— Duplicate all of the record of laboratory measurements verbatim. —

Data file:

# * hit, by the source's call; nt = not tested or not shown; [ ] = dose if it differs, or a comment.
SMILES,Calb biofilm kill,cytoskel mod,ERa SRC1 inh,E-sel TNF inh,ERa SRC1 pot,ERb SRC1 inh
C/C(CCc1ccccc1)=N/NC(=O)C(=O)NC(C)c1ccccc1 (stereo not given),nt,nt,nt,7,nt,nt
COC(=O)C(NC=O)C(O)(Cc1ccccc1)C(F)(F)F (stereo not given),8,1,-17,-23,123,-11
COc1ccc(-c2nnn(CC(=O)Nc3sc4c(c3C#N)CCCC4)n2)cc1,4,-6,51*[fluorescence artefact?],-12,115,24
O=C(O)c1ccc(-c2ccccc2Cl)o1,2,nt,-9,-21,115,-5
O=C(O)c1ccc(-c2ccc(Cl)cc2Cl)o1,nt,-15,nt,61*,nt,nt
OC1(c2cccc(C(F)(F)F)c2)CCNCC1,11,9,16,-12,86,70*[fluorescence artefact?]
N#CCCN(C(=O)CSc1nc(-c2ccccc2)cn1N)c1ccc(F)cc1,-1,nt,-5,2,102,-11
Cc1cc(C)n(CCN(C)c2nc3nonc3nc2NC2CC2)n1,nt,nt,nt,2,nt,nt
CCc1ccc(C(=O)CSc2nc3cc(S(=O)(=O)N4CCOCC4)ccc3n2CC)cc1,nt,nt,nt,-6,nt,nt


# * hit, by the source's call; nt = not tested or not shown; [ ] = dose if it differs, or a comment.
SMILES,Calb biofilm kill,cytoskel mod,ERa SRC1 inh,E-sel TNF inh,ERa SRC1 pot,ERb SRC1 inh
C/C(CCc1ccccc1)=N/NC(=O)C(=O)NC(C)c1ccccc1 (stereo not given),nt,nt,nt,7,nt,nt
COC(=O)C(NC=O)C(O)(Cc1ccccc1)C(F)(F)F (stereo not given),8,1,-17,-23,123,-11
COc1ccc(-c2nnn(CC(=O)Nc3sc4c(c3C#N)CCCC4)n2)cc1,4,-6,51*[fluorescence artefact?],-12,115,24
O=C(O)c1ccc(-c2ccccc2Cl)o1,2,nt,-9,-21,115,-5
O=C(O)c1ccc(-c2ccc(Cl)cc2Cl)o1,nt,-15,nt,61*,nt,nt
OC1(c2cccc(C(F)(F)F)c2)CCNCC1,11,9,16,-12,86,70*[fluorescence artefact?]
N#CCCN(C(=O)CSc1nc(-c2ccccc2)cn1N)c1ccc(F)cc1,-1,nt,-5,2,102,-11
Cc1cc(C)n(CCN(C)c2nc3nonc3nc2NC2CC2)n1,nt,nt,nt,2,nt,nt
CCc1ccc(C(=O)CSc2nc3cc(S(=O)(=O)N4CCOCC4)ccc3n2CC)cc1,nt,nt,nt,-6,nt,nt